Space – this can apply to the venue and the actual training/competing surface. Is there enough space for the activity for people to safely move around, be considerate of people in wheelchairs and with frames. This also applies to the level of lighting in the space, is it bright enough for people with visual impairments? Is the space clear of distractions, obstructions and hazards?

Task – this covers the actual content of the training session or categories of the event. Are there para categories at your event which mean disabled athletes can attend and compete? This also applies for ensuring the activities within the training session are considerate of everyone attending. If there is someone in the class who has a disability, is there an adaption to the activity which means they can still be involved instead of having to sit out or not feel like they can do it? Try not to segregate or group people by ability as this can create a clear division. For example, if you’re doing a circuit of activities and one of these stations has an adapted activity on it, have all the participants do that station, not only those it is intended for.

Equipment – this is difficult for events but ensuring there are wheelchair spaces for parking and spectating is important, and having a chair in this spectator space so they can sit with a career or move onto the chair is needed. Other equipment could include the ear defenders which was previously mentioned, clear information like a schedule and a sound system for announcements are all good ideas to make sure everyone can be included.

At club sessions, having chairs in the training space can allow for people to sit more comfortably and be able to sit to watch demonstrations may help with concentration. Making sure parents and spectators are comfortable too is something that can be forgotten. Some children may be more relaxed knowing their parents/career are watching or are in the building, some of these adults may need accessible and inclusive support too, so offering them a seat can encourage them to stay at the club during the session if they wish.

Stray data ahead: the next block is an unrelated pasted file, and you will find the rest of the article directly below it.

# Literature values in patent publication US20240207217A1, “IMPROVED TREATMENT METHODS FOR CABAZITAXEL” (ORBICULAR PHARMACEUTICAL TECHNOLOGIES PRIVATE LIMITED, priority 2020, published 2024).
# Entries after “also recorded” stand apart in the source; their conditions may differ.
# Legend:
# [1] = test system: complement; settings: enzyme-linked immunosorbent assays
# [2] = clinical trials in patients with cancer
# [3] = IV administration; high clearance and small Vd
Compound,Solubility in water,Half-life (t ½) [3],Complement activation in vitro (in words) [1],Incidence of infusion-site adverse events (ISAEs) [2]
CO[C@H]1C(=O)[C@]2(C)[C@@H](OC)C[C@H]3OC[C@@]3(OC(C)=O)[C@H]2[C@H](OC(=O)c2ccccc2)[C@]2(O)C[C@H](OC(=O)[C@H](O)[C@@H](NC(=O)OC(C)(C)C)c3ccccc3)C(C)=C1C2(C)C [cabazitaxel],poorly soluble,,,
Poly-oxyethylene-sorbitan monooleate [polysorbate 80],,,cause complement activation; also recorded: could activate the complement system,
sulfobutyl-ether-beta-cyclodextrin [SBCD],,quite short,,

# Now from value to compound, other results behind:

A big issue I have been made aware of recently is the sensory problem around the feeling of the Dobok to some people. I would suggest letting these people wear leggings and a t-shirt underneath or, being more relaxed at sessions and allow everyone to wear sensible active clothing instead of their full Dobok. This is obviously the club/coach’s choice but if someone reaches out and expresses this sensory distress, please be understanding and try to find a compromising solution. At competition it is obviously necessary for players to wear correct clothing, but white or skin coloured base layers could always be worn under the Dobok to help.

People – it is important to make everyone feel welcome and included at events and in your club. This can be done by adding a range of sessions to your club timetable and event roster. We understand some clubs like to hold events for certain ages or belts, but maybe collaborating with another local club to spread cost and provision could help with the workload of an event. By doing this you could put on more categories to your event, including Para. British Taekwondo are always happy to help facilitate this by contributing knowledge and support if you need it. We would always rather you reach out and ask for advice on how to involve a Para category to your event, rather than not try at all.

Keeping details up-to-date

To make disability support easier for clubs and its members, British Taekwondo need to know what disabilities your club members have by keeping The Hub up-to-date. This will help us to create resources and links to courses which are relevant and needed to help the Taekwondo community grow. It will also mean we can get in touch with opportunities to enhance your club and showcase the work you do.